For winter reading!

Over at MetaxuCafe, Otter has some interesting recommendations:

  • The Mother Tongue:

    In looking for easy to read books on philology, books for the amateur, I came across Bill Bryson’s The Mother Tongue. Better known for his travel memoirs A Walk in the Woods and In a Sunburned Country, this early work of his traces the history of the English language in a humorous way. Where most philologists take themselves much too seriously, Bryson finds humor in the fact that in the English language word pronunciations don’t always follow spellings, that the English language loves to steal words from other languages, and that no one has ever been able to regulate its growth.

  • Master of Souls:

    In these politically dangerous climes Fidelma must solve the murder of an abbess, a noted scholar, and a traitor. Tremayne once again has written a book that anyone who likes a good mystery just cannot put down. The action is continuous, the solution difficult, and the climax full of excitement.

  • Magician:

    These works are stunning in scope, original in content, and fast paced in plotting. There is never a dull moment and the characters have a depth that makes them near and dear to the reader. It is a vibrant epic and I look forward to reading the other books in the series, both those I have read before, and those that have come out in the 10 years of my hiatus.

  • The Left Hand of Darkness:

    I will recommend this book to you, dear reader, as an excellently crafted work of fiction. Do not accept its assumptions without forethought, and beware its overly simplistic answers. Learn its challenges, for we all face these, and understand the strength of friendships in its words, for we all need these.

  • The Memory Keepers Daughter:

    Generally, I don’t have time to sit and read a book from start to finish. (In truth, I didn’t last night.) But I just couldn’t let The Memory Keeper’s Daughter go. Kim Edwards’s novel of twins separated at birth, one normal and healthy, the other with Down’s syndrome is heartrending and painful.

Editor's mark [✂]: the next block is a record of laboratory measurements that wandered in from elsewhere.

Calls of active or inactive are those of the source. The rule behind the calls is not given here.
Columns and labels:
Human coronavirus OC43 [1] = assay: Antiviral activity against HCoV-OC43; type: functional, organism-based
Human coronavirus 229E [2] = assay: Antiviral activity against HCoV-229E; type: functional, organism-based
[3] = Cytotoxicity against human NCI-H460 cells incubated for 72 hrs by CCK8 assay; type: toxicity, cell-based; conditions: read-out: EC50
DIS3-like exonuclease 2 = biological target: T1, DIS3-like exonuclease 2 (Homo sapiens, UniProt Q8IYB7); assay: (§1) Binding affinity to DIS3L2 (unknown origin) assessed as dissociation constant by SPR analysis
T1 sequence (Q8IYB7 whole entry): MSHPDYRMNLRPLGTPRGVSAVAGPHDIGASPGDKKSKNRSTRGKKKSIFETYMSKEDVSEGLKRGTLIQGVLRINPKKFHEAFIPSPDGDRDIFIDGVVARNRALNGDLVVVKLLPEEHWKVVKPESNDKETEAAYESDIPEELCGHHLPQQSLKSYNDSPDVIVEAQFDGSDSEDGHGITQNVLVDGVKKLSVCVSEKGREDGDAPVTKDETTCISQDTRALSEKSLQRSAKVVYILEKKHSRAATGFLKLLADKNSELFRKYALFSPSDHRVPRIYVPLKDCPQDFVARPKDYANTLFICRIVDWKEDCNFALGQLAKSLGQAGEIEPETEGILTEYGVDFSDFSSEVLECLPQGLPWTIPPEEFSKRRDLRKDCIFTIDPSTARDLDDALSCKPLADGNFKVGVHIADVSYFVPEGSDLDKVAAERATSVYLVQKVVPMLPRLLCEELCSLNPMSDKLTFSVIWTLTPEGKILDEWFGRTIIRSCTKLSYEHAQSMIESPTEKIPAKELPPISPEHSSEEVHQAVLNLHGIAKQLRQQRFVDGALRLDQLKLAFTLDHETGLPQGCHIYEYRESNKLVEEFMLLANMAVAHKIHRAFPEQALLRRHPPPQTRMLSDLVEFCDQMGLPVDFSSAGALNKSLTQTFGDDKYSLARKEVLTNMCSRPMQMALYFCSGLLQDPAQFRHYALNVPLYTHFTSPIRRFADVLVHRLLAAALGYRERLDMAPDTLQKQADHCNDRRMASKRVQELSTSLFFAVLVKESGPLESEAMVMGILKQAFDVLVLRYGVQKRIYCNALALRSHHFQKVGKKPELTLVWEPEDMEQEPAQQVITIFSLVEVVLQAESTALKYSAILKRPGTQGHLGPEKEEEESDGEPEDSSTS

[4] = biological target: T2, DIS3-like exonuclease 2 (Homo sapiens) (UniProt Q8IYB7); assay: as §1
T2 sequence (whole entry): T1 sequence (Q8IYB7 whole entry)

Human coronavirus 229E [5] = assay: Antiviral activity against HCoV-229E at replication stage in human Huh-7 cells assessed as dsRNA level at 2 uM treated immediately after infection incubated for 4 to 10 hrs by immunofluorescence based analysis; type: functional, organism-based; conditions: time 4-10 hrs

• Glory Road:

    Not a spectacular work, but one that is fun just to take to your favorite chair and laugh with. I giggled often as I read it. It is truly a writer at the top of his craft just having fun with language and the world that was changing rapidly around him.

  • Redeeming Love:

    It only took me two days to read this book in its entirety, so I think it evident that it was enjoyable, even for one (like me) who dislikes Christian fiction in general, and Christian romances most especially. The idyllic setting, the delve into human nature, and ultimate triumph of Angel and Michael’s love of God and each other all make this a most compelling and enjoyable read.

May be it is a bit late to give book recommendations now, after the holiday season is over; but then, we do have a long winter ahead; so, might be a good idea to carry this list with you during your next visit to the local library!

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